McALLEN — A day after a former Tamaulipas governor and one-time Matamoros mayor was captured, U.S. Rep. Filemon Vela called for his extradition back to the United States.

Tomas Yarrington Ruvalcaba, who is accused of taking millions in bribes from the Gulf and Zeta cartels, among other charges, and was wanted by both Mexican and U.S. authorities, was arrested Sunday in Florence, Italy, according to Mexico’s attorney general.

Yarrington, who was captured by Interpol officials, served as mayor of Matamoros from 1993 to 1995 and governor of Tamaulipas from 1999 to 2005.

He was indicted in 2013 in Brownsville on bribery and federal bank fraud charges but had yet to appear in court to face charges after evading capture. Mexican officials are asking for his extradition back to their country.

Vela, in a series of tweets Monday afternoon, commended the Mexican government on their capture of the fugitive.

“Yarrington’s detention is an important milestone in efforts to prevent corrupt government officials from facilitating the conduct of cartel traffickers,” Vela said via Twitter. “The prosecution of high ranking government officials, even years after the crimes were committed, is critical to disrupting cartel trafficking and the violence with which it is associated.”

Vela added that Yarrington’s capture and prosecution will help restore peace to Tamaulipas.

Yarrington, 58, a Matamoros native, is charged along with Alejandro Cano Martinez, the owner of a Mexican construction firm, with violating the Racketeer Influenced and Corrupt Organization (RICO) statute, conspiracy to launder money, conspiracy to defraud and conspiracy to make false statements to federally insured banks.

Cano was captured just a few months ago in February in San Pedro Garza Garcia, Nuevo Leon, but was released the same night by authorities after he posted bail, government officials said.

Cano was leaving a restaurant in Nuevo Leon when he noticed the police presence and fled, but agents from the Public Prosecutor’s Office chased him a couple of blocks and arrested him, according to government officials.

Yarrington was also charged with conspiracy to violate provisions of the Controlled Substances Act, two bank fraud charges and conspiracy to structure currency transactions at a domestic financial institution, while Cano is separately charged with three counts of bank fraud, according to court records.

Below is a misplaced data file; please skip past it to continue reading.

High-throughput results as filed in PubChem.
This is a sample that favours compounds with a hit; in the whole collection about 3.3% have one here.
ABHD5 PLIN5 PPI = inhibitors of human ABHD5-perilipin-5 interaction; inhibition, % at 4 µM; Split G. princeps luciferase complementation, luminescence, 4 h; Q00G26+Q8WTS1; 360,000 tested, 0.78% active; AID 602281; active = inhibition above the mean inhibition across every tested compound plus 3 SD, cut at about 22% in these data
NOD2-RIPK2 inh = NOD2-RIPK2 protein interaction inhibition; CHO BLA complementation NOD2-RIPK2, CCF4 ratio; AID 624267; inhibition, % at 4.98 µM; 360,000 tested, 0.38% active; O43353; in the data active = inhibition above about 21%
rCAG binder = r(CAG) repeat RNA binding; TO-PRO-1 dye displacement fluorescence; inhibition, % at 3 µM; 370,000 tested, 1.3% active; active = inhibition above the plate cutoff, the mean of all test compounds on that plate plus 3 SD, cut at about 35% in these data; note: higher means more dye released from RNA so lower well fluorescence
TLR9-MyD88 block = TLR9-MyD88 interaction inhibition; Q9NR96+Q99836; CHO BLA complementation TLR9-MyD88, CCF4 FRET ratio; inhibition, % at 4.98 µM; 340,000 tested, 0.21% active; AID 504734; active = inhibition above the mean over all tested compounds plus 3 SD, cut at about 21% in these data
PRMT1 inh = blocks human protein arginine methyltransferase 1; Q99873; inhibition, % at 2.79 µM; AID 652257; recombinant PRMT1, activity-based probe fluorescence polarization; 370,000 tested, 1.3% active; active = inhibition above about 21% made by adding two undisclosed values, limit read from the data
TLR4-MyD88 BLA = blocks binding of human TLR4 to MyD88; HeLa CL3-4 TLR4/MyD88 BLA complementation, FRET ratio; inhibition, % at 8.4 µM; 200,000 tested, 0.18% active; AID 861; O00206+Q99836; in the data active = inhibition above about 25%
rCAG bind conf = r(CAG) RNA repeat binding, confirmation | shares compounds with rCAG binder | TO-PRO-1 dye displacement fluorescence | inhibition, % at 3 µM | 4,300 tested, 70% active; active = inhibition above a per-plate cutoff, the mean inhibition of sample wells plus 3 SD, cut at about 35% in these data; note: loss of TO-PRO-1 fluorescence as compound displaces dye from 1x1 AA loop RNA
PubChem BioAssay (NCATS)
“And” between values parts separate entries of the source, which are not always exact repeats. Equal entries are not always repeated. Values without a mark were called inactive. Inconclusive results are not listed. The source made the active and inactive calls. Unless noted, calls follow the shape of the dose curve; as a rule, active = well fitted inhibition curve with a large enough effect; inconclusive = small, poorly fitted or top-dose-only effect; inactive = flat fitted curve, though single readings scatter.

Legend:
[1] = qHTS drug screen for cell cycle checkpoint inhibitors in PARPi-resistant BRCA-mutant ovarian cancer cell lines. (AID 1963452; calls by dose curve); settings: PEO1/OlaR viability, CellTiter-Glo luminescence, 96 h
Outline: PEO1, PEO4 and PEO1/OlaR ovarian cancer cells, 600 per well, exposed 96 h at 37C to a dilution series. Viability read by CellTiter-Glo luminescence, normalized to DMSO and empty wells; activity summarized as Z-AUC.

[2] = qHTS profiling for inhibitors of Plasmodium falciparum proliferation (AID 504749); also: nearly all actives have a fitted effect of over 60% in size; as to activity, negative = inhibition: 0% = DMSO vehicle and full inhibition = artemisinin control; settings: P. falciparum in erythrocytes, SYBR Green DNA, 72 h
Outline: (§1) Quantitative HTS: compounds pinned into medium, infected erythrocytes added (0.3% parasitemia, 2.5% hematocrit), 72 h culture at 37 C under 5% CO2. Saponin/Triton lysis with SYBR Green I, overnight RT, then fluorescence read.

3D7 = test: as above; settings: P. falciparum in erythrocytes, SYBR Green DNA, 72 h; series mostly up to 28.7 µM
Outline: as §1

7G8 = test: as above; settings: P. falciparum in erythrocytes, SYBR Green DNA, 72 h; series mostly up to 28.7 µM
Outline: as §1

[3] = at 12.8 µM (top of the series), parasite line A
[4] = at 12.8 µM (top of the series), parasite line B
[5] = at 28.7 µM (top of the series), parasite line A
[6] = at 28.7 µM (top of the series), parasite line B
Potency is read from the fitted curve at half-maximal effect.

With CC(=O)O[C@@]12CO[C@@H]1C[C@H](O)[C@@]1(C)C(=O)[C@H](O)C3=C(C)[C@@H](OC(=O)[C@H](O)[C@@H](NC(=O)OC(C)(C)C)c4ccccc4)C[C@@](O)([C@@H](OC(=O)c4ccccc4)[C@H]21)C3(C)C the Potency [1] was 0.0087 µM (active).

According to the 2013 unsealed indictment against Yarrington, the former governor reportedly took numerous bribes, totaling millions of dollars from the Gulf and Zetas cartels to allow the organizations to operate freely in the state.

The indictment alleges that in 2007 Yarrington agreed with representatives of the Gulf and Beltran Leyva cartels to allow unimpeded access for large cocaine loads to the Port of Veracruz, Mexico, in exchange for a percentage of each load. That cocaine was then shipped by boat to the United States, according to the indictment.

The USAO alleges those drugs were sold in the United States and the proceeds brought back to Mexico, some of which were used to bribe Yarrington.

At the time the bribes allegedly were taken, the Zetas were still working as the Gulf Cartel’s armed wing, although it has since broken off as a separate cartel.

When the allegations became public in early 2012, Yarrington’s political party, the Institutional Revolutionary Party — known as the PRI — distanced itself from him and revoked his membership.

In his political career, Yarrington traveled to cities across the Rio Grande Valley and Texas, and had been photographed with former Texas Gov. Rick Perry as well as several local mayors.

U.S. authorities have said he also laundered money into properties in South Texas not in his name, but through other entities, north of the Rio Grande.

The federal government filed and won civil forfeiture claims on Yarrington’s South Padre Island condo at the upscale Bridgepoint Oceanfront Condominiums tower, and other assets — a private plane, a north McAllen house and $2 million in cash linked to a Bermuda bank account.

The seized airplane is a 2005 Pilatus aircraft that was registered to Premier International Holding LTD, which is named in the case against Fernando Cano and others who have been investigated in connection with the case.

Fernando Cano, who was the leading construction contractor in Tamaulipas during the time the allegations became public, was indicted in May 2012 on money laundering charges and is listed as a front man who laundered Yarrington’s cartel bribes.

Feds also seized a property connected to Yarrington in San Antonio, according to court documents.

Records state the properties, the one in Hidalgo County and the one in San Antonio, belonged to a woman named Sindy Chapa — a professor at Texas State University — but federal authorities seized the assets under a money-laundering statute, saying the woman was a romantic liaison of Yarrington.

Federal authorities eventually auctioned off the 1,946-square-foot, three-bedroom, three-bath condo that purportedly belonged to the former Tamaulipas governor for more than $600,000 in the summer of 2013.

An attorney familiar with federal cases like the one related to the former Mexican state governor said Yarrington would most likely end up in Mexico first, and then transferred to a courtroom in the United States to face the several pending against him.

The RICO and money laundering charges each carry sentences of up to 20 years in prison, while conspiracy to commit bank fraud carries a possible punishment of up to 30 years.

The drug conspiracy charges carry a term of imprisonment of at least 10 years and the currency structuring charges carry a possible five-year prison term, according to the USAO.